I don’t need to tell you how important data backups are. These days, several online backup services based on cloud computing are available for either free with some limited storage to a affordable monthly fee for unlimited storage. Carbonite, Mozy, Blackblaze, and Dropbox are a few excellent examples. There are advantages and disadvantages of these various services. I use 3 out of the 4 mentioned, depending on the type of data, frequency of changes, , and how often I need to access them, etc. For my VPS host at RapidVPS which runs on Ubuntu, I use Dropbox because Dropbox has a fairly decent support for Linux.
Here’s a pretty good instruction at Dropbox. I didn’t follow the instruction exactly, but I’ve repeated the step enough times to know that it works for the most part. I had some problems with my Python 2.6 installation after incrementally upgrading from 8.04 -> 8.10 -> 9.04 -> 9.10, but it’s all good now. Anyway, on my VPS host, I set up several cron jobs to dump mysql databases and svn repos, rsync contents of some /var/www and tar-gzip contents of /etc, /root, and /var/log. I don’t need to keep multiple versions of the backups because dropbox automatically takes care of incremental backup and versioning. One thing to be aware, however, is that Dropbox doesn’t encrypt data, either in the transmission or storage, so you might want throw something like TrueCrypt or GnuPG in the mix.
Once backups are set-up with Dropbox, you can even subscribe to the backup/revision history RSS feed(s) provided by Dropbox to stay on top of the status.
Several other useful resources:
Gotta love StumpleUpon.
I came across this article today that walks through step-by-step on how to make a StereoGram yourself with free open source software gimp, blender, and stereograph. The guide is written assuming you’re running on a Debian-based distro (like Ubuntu), but maybe there are other ways to run them in other platforms, I haven’t checked.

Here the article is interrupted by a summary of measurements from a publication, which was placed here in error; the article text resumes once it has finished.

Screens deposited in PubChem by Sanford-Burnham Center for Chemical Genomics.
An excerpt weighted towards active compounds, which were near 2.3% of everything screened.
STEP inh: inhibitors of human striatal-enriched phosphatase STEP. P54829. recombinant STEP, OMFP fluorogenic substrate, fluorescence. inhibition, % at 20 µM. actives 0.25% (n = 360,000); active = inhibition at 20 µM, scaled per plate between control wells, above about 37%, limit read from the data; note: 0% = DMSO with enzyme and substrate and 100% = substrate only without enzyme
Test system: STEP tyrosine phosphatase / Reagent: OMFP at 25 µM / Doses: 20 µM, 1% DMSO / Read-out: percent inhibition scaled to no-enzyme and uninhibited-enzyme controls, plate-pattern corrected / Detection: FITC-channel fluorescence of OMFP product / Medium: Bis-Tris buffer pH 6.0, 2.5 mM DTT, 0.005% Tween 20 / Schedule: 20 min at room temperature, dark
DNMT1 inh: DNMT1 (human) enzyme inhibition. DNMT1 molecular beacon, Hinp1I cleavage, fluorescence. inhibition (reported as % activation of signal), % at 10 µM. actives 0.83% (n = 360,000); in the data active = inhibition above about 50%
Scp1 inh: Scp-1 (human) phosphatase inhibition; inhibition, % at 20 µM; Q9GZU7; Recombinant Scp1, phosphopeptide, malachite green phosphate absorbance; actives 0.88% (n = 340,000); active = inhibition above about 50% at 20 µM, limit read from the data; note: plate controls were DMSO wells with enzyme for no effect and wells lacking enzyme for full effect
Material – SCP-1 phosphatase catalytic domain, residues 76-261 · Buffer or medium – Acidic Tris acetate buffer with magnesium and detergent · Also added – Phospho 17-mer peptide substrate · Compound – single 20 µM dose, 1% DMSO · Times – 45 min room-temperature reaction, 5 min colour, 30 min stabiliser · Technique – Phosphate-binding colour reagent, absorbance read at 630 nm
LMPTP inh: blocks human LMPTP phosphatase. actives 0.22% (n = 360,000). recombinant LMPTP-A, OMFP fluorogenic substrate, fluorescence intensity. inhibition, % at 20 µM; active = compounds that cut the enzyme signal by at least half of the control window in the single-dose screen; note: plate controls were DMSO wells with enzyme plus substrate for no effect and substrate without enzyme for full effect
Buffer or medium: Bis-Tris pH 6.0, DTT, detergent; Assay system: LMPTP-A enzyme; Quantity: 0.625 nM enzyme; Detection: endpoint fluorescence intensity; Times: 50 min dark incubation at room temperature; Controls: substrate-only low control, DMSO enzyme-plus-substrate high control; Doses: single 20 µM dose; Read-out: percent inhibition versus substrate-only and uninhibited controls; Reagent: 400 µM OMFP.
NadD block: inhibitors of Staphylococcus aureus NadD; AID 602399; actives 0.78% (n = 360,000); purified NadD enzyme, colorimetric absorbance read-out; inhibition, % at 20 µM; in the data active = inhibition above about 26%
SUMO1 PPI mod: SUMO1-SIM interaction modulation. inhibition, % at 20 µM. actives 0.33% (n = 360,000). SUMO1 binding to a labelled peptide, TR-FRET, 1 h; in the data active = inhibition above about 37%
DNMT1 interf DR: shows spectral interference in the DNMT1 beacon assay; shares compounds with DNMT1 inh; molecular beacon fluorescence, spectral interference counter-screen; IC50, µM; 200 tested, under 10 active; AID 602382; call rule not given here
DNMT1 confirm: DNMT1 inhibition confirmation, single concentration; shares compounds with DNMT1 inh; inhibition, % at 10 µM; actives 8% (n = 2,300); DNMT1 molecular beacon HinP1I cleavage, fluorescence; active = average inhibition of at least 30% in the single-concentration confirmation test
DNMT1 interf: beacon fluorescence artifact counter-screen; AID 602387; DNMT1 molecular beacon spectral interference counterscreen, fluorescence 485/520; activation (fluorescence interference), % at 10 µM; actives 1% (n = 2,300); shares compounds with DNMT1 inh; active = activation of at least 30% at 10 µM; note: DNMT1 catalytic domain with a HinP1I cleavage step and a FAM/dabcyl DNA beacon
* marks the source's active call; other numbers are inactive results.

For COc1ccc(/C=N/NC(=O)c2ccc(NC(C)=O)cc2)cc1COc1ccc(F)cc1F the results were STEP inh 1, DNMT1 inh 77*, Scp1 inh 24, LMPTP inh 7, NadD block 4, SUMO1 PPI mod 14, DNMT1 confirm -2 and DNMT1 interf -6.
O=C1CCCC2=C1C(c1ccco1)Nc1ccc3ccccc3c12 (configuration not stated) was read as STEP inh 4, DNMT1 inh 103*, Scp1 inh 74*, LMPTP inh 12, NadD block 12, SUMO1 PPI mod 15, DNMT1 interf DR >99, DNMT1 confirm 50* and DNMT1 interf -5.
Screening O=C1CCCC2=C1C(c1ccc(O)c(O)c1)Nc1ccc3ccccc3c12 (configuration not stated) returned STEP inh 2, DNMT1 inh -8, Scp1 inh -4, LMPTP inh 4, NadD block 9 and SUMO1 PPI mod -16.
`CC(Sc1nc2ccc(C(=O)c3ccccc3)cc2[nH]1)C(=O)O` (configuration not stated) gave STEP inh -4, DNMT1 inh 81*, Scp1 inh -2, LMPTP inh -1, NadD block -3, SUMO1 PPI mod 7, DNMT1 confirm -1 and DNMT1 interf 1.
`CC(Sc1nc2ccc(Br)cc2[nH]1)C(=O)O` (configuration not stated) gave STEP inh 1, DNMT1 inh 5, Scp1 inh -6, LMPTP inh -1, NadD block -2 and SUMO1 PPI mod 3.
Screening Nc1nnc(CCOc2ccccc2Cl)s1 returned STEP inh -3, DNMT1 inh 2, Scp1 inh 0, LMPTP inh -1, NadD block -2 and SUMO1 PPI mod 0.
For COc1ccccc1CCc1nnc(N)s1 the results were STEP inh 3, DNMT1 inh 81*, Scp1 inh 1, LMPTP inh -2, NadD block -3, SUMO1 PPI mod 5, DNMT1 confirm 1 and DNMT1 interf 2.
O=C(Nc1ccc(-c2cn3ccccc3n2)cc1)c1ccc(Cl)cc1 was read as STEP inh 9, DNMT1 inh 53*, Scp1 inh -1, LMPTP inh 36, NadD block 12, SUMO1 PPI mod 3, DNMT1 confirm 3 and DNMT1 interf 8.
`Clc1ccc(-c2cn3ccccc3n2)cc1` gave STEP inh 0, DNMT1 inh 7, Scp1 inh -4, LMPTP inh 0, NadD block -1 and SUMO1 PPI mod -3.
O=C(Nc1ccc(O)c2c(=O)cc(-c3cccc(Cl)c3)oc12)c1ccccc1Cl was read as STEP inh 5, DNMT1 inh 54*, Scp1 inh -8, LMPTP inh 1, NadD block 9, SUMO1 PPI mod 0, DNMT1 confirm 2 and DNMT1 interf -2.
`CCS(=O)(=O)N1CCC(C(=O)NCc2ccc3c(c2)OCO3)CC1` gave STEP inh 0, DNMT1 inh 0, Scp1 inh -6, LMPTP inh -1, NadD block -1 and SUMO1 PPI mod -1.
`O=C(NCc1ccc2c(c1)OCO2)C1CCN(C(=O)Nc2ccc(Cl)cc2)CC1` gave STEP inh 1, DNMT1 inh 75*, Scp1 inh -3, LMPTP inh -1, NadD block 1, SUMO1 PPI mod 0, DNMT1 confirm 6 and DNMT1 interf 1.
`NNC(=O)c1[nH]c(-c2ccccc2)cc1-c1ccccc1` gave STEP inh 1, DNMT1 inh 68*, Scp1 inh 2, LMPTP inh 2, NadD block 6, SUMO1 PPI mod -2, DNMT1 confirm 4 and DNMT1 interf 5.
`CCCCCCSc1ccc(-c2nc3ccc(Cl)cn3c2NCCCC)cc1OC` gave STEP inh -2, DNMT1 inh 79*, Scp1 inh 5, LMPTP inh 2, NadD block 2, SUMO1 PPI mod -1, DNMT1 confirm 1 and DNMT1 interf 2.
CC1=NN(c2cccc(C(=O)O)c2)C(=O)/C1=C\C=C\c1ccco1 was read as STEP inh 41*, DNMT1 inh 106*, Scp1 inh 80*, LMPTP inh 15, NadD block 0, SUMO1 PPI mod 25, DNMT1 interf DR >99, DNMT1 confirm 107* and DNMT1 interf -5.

Anyway, I’ll post my own stereograms soon.
Super Grub Disk is a indispensible tool if you have installed GRUB to manage multi-boot on your system. After modifications to the disks or partitions, you’ll often find GRUB complaining about errors (like the common 15 or 17). Often times you just need to modify a few parameters to GRUB like the device or partition identifiers. I have had this happened to me multiple times in the past, and have had to search various forums for hints. By far the most safe and simple solution comes from Super Grub Disk. Check it out. A must-have for system admins.
After many trials and errors, and with the help from Ubuntu Forum posts, I have finally gotten Compiz Fusion to work on my Acer TravelMate 8200 with ATI Mobility Radeon X1600 running Ubntu 8.04 (Hardy Heron). This post serves somewhat as a note to myself so I can do it again should the need arises.
Among the packages used:
- Latest 8.3* driver from ATI (now AMD). Do not install the “restricted” driver prompted by Ubuntu, but go directly to ATI’s website to download the latest Linux driver. There was just a spanking new one released Oct 15, 2008.
- Compiz Fusion (compiz-fusion)
- Compiz-Fusion Icon (fusion-icon)
- CCSM (compizconfig-settings-manager) or Simple CCSM (simple-ccsm)
Many thanks to the Ubuntu community.